Relationship Building

3 Ways Middle School Students Really Are Different

Any elementary teacher will tell you there is never a dull moment in the art room. Something exciting is always happening! I worked at the elementary level for 16 years. I loved the enthusiasm of my young students. The range of developmental levels kept me on my toes. Teaching kindergarten students, followed by 5th graders five minutes later kept things interesting!

Last month, I shared what I learned from switching schools. Middle school is a different world. Just like elementary school, it is interesting and high paced. Middle school students come with their own unique strengths and challenges. Today I am sharing several things that I have learned about middle school students.

Here is how middle school students really are different.


1. You are not a celebrity.

I was like a celebrity in my elementary school. Walking down the hall, students would shout my name and excitedly wave when I looked their way. They showered me with compliments and small drawings daily. The wall behind my desk was filled with small pictures they gave me as gifts.

When I started at my middle school, I quickly realized that my celebrity status did not transfer. Instead of calling out my name, they were shouting to one another. It took much longer to connect with my students, because they were much less interested in me. They were so focused on one another, I felt like I had to work ten times harder to get and keep their attention!

It took time to gain my students’ respect. Middle school students need more time to get to know a teacher. Being authentic and showing students you care means a lot. Although it took time, I was able to create meaningful relationships with my students.

2. They need a confidence boost.

In an elementary classroom, most students joyfully create. They are not terribly concerned about being “right.” They enjoy the process of creative expression, and are usually happy with their work.

Middle school students compare their work to their peers much more than at the elementary level. Many students are so afraid of making a mistake they have trouble getting started at all. Because of this, art class can be a stressful place for a sensitive middle school student. It takes work to build them up.


Sometimes this lack of confidence can translate into apathy. It can sometimes seem like students do not care about their work at all. Often, the source of the apathy is fear of failure. Making sure lessons are relevant, and providing a range of possible paths often helps motivate students to create.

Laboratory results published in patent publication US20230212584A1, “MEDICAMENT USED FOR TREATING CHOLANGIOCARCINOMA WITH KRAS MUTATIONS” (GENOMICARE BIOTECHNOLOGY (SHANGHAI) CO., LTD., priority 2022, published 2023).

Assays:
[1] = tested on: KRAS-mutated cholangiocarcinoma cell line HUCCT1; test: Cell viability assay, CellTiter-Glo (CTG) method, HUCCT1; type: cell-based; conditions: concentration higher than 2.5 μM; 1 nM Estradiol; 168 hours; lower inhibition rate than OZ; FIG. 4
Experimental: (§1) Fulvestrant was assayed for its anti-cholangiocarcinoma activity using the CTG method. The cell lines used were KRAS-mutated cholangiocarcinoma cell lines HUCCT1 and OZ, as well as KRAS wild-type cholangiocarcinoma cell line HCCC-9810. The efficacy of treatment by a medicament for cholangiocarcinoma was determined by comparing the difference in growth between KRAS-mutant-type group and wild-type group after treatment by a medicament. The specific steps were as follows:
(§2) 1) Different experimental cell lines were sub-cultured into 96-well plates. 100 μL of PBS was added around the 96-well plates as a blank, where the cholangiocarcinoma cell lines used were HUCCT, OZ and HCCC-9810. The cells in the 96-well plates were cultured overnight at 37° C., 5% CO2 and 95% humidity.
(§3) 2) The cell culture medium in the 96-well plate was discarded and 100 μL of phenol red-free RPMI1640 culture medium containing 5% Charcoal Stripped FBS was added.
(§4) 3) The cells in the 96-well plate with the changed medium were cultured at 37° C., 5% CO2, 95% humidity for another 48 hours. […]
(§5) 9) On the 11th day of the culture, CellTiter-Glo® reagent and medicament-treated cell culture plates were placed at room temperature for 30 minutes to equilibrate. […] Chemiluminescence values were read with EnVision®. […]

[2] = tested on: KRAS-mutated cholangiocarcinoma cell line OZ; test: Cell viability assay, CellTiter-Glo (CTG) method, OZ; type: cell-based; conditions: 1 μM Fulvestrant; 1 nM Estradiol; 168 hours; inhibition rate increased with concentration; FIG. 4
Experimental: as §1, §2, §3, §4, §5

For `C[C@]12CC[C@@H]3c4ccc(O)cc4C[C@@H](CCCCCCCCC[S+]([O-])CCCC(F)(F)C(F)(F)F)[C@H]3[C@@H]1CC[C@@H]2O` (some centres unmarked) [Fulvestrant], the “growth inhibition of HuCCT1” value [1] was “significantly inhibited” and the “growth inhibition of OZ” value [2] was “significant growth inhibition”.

Making room for all students is always important. Providing choices and scaffolding instruction matters even more at the middle school level. Middle school students are more sensitive than elementary students, but once they find their spark, their creativity is amazing!

3. They have a lot to share.

While students are connecting more with their peers, they are also connecting more with the larger world around them. They are starting to question their assumptions, and make judgments based on their personal values.


This expansion of ideas makes middle school an exciting level to teach. Students are interested in learning about the larger world, and have a lot to say. If given the opportunity, middle school students will delve deep into a concept and create personal and meaningful work.

Middle school is a different world, for sure. Students at this age are transitioning from childhood to adulthood. Although it can be a tumultuous time for students, it can also be a time where students find their niche. Art class can be a safe haven for students as they grow into adults.

Do you teach middle school?

What else do you think makes middle school unique?

Magazine articles and podcasts are opinions of professional education contributors and do not necessarily represent the position of the Art of Education University (AOEU) or its academic offerings. Contributors use terms in the way they are most often talked about in the scope of their educational experiences.


Anne-Marie Slinkman

Anne-Marie Slinkman, an elementary school art educator, is a former AOEU Writer. She is passionate about providing relevant and meaningful art experiences for all students.

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